Cosmetic products with SPFs may not provide adequate protection

By Katie Bird

- Last updated on GMT

Related tags Ultraviolet

Formulating daily cosmetic products with UV filters may be ‘inappropriate’ as they do not provide the protection required, according to a recent report.

In addition to not matching EU regulations for UV protection, the researchers involved in the report question whether daily application of certain UV filters could have unwanted affects on health.

Out of the 35 products tested, seven do not provide sufficient UVA protection to comply with current regulation and less than half provided continued protection without reapplication, claims the study led by Professor Laurence Coiffard at the University of Nantes, France.

Daily cosmetics products, such as foundations, moisturisers and anti-aging creams, often contain UV filters in an attempt to fight against photoaging.

However, Coiffard and his team question the value of incorporating UV filters into products that are not designed to be reapplied during the day and do not provide the level of protection required.

The researchers tested the SPF value, the UVA protection factor (used to calculate the UVA/UVB ratio) and the critical wavelength of 35 products including day creams, anti-aging formulations, tinted face creams and foundations, and self tanning lotions, which all claimed to have an SPF between 4 and 30.

In vitro ​tests illustrated that there was a big difference in products sold in pharmacies when compared with those purchased in perfume stores.

Pharmacy products included names such as Avène, Caudalie, Vichy and Roc and the products found in perfume stores were brands such as Chanel, Dior, and Estée Lauder and Shiseido.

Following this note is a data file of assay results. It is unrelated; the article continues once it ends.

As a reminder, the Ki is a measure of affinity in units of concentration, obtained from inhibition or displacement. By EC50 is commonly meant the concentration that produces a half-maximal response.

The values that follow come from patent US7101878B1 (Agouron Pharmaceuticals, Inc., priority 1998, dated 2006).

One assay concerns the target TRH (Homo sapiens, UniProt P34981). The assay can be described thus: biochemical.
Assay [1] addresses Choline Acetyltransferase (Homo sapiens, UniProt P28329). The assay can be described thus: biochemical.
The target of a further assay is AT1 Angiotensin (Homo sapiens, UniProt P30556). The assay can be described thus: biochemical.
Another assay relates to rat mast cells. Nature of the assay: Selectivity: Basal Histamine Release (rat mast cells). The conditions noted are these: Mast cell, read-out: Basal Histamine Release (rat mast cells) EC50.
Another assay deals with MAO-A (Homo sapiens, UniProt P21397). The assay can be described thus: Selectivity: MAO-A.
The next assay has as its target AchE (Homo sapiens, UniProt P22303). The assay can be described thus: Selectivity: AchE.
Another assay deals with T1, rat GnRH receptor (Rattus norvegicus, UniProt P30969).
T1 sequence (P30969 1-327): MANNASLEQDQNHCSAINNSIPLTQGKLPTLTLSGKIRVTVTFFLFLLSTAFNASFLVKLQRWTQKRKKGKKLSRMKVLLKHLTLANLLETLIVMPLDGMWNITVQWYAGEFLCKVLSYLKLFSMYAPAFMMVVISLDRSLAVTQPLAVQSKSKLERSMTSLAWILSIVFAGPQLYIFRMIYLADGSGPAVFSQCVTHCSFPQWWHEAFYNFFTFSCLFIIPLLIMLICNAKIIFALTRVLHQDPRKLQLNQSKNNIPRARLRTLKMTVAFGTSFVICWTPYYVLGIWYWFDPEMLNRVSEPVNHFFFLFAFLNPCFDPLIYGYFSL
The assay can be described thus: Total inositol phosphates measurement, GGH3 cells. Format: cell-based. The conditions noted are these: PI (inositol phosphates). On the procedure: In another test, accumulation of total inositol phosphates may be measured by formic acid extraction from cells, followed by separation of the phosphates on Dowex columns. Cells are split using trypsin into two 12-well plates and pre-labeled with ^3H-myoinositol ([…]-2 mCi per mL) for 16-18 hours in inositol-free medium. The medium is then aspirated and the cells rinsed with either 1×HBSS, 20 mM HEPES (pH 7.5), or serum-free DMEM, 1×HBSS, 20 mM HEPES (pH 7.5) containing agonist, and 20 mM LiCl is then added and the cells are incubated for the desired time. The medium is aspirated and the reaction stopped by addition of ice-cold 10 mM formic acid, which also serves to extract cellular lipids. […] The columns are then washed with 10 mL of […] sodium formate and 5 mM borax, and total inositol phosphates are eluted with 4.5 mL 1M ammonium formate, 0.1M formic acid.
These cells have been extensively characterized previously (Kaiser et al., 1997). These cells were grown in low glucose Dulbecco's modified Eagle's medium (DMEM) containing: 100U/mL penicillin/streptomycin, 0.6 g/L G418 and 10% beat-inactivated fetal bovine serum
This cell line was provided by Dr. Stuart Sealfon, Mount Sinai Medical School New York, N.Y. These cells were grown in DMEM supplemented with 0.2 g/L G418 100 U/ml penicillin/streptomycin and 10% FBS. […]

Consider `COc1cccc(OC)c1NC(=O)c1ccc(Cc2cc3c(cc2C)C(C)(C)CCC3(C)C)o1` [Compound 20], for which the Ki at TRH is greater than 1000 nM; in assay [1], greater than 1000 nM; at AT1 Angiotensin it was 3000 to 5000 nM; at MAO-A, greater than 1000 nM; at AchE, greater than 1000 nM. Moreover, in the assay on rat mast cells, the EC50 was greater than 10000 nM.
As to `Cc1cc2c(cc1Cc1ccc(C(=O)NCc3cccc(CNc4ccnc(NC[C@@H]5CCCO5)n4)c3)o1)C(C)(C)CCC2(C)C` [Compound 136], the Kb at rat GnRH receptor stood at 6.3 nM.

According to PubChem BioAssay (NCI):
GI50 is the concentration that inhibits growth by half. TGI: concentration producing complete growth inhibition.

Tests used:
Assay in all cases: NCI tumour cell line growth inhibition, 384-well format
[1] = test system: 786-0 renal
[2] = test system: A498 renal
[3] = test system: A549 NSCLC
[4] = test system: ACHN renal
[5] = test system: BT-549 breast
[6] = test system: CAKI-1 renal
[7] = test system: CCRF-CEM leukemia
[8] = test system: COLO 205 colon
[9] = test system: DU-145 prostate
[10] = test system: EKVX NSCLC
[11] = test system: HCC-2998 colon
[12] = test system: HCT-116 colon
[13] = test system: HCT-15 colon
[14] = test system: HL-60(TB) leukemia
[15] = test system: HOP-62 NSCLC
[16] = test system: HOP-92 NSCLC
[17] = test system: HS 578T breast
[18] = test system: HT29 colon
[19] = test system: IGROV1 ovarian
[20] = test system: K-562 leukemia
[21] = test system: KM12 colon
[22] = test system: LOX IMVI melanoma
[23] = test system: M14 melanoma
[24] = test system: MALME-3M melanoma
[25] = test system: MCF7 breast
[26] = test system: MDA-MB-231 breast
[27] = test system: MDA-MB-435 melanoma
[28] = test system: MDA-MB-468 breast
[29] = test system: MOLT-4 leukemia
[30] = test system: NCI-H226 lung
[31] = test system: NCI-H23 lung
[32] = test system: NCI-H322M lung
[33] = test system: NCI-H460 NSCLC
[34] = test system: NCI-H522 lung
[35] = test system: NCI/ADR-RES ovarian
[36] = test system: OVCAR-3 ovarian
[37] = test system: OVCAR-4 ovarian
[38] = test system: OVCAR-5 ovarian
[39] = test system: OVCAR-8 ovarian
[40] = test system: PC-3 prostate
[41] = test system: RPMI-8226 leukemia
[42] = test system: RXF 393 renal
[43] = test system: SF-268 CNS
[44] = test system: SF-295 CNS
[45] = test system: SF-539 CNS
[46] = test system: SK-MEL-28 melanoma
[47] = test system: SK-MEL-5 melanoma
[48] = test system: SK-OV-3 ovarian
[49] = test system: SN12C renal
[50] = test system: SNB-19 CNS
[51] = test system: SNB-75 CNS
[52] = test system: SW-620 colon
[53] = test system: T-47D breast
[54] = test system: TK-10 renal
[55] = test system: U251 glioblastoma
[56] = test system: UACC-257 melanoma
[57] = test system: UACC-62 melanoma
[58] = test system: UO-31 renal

Out of the perfumery products, most only provided sufficient UVB protection and the UVA/UVB ratio, which should be above 3 to fit with European regulation, was under 3 for more than half of the products.

All of the pharmacy-sourced products respected the current standards for UVA and UVB ratios, according to the report.

Unlike sunscreen products, reapplication of these daily formulations is not suggested, which makes photostabilty (their ability to retain protection even after long sun exposure) particularly important.

According to Coiffard and the team, only eight out of the 35 products were deemed to be photostable, retaining 90 per cent of their effectiveness (UVB and UVA) after two hours of exposure to a solar simulator.

The report also notes that the average consumer does not apply the amount of sunscreen products recommended by the manufacturer to get the advertised level of protection, and the disparity in doses is likely to be even more significant with the daily use cosmetic products tested.

Furthermore, for Coiffard there is a question mark over the wisdom of incorporating certain UV filters into daily cosmetics, particularly those that such as benzophenone-3, as he claims these can bring on allergic reactions and perhaps even endocrine disruptions.

“Looking at the clsimed SPF levels and those measured by our team the quantity of UV products added to the formulations is far from being negligible,”​ he told CosmeticsDesign.

In addition, allergic reactions in particular are not dose dependent, he added.

But the most important conclusion for Coiffard is that the majority of these products do not respect the current regulation in terms of UVA protection and photostability and consumers should be made aware of this.

Source: Archives Dermatological Research
DOI 10.1007/s00403-009-0974-2
Are cosmetic products which include an SPF appropriate for daily use?
​Delphine Déhédic, Armelle Hardy-Biosmartel, Céline Couteau, Laurence J. M. Coiffard.

Related topics Formulation & Science

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